Parkinson’s is a complex condition and it is becoming increasingly clear that the future of disease-modifying therapies for Parkinson’s will rely on the use of multiple treatment approaches, as opposed to a single therapy.
Scientists in Australia have recently published pre-clinical research exploring this idea – and assessing the effects of treating models of Parkinson’s with a combination of different therapies.
Dopamine replacement cell transplantation represents one experimental method by which dead or dying neurons in people with Parkinson’s are replaced by dopamine producing stem cells. Researchers have developed robust techniques allowing for vast amounts of stem cell-derived neurons to be grown in cell culture, that could in theory be transplanted into the brains of people with Parkinson’s. These cells could replace the neurons that have been lost to the condition, taking up the lost function. But whether the Parkinson’s affected brain is a nurturing environment for these cells to flourish is an important consideration for this therapy going forward. The replacement cells will need a lot of support to maintain their health and increase their chances of survival.
The Australian researchers explored this therapy idea by introducing the protein ‘glial cell line-derived neurotrophic factor’ (or GDNF) to the brains of rats to provide a more supportive environment for transplanted dopamine replacement cells. GDNF is a ‘neurotrophic factor’ – a protein that nurtures and supports neurons and acts rather like fertiliser for the transplanted cells.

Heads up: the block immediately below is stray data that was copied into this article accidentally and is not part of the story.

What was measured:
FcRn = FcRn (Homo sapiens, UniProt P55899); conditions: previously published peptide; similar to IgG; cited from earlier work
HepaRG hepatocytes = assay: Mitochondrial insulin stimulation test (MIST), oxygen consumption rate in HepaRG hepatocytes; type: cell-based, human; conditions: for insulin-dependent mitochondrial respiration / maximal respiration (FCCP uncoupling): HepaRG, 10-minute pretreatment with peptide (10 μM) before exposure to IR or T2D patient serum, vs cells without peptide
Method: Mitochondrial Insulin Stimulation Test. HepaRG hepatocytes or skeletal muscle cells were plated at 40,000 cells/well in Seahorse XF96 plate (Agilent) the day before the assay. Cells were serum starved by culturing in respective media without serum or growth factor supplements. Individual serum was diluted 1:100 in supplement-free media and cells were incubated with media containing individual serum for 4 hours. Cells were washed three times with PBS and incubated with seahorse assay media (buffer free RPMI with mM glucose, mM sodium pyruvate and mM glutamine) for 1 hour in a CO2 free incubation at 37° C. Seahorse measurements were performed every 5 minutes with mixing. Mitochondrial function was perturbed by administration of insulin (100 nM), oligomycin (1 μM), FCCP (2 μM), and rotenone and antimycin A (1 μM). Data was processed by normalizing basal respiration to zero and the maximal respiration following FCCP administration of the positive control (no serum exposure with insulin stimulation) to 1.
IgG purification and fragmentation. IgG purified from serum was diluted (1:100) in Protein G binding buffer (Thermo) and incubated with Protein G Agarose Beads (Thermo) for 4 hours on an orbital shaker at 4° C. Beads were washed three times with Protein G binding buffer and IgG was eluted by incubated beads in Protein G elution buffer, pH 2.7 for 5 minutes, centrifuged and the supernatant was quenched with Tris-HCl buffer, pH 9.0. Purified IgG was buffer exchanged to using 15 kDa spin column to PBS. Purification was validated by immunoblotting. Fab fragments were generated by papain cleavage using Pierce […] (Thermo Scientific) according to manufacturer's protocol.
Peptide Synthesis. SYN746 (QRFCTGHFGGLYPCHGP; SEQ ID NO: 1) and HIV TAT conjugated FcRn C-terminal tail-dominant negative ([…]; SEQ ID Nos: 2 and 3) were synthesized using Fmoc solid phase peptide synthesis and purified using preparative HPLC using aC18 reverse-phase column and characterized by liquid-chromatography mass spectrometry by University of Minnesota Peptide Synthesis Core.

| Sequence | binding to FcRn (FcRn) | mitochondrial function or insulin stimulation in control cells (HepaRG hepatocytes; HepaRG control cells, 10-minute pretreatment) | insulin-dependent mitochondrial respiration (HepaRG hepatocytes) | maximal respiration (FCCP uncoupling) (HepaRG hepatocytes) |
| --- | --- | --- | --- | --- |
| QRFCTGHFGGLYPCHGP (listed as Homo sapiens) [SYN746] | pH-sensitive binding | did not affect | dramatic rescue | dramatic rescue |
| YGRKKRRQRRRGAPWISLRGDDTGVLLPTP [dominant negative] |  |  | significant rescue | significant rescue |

By introducing GDNF into the animal models of Parkinson’s before transplanting the dopamine replacement cells, the researchers found that the injected neurons survived, but they made fewer connections with surrounding cells than if the GDNF was given after the cells were transplanted.
The results demonstrate the potential of manipulating neurotrophic factors in combinatorial therapeutic approaches for Parkinson’s.
Cure Parkinson’s has been a long-term supporter of research for both GDNF and the TRANSEURO cell transplantation clinical trials, currently taking place in Cambridge and Sweden.
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